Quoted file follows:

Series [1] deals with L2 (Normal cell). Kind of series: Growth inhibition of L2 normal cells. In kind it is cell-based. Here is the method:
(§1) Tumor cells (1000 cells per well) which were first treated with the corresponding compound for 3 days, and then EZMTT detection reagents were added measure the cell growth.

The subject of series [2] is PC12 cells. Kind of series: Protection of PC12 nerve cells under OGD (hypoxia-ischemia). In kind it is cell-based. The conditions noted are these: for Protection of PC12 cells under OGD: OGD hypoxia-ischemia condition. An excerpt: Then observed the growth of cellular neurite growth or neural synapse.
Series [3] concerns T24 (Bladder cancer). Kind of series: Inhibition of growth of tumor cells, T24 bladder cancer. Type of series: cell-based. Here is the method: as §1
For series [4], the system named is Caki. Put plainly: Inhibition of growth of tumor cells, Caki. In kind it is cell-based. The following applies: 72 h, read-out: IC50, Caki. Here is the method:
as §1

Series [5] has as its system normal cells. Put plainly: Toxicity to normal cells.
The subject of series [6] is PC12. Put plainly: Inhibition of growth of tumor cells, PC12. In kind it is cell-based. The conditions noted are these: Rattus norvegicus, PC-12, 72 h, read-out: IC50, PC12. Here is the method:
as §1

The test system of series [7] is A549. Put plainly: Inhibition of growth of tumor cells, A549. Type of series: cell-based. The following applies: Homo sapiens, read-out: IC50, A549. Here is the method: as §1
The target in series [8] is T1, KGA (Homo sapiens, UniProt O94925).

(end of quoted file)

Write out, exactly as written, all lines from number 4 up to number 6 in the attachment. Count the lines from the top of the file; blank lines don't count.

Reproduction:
Series [3] concerns T24 (Bladder cancer). Kind of series: Inhibition of growth of tumor cells, T24 bladder cancer. Type of series: cell-based. Here is the method: as §1
For series [4], the system named is Caki. Put plainly: Inhibition of growth of tumor cells, Caki. In kind it is cell-based. The following applies: 72 h, read-out: IC50, Caki. Here is the method:
as §1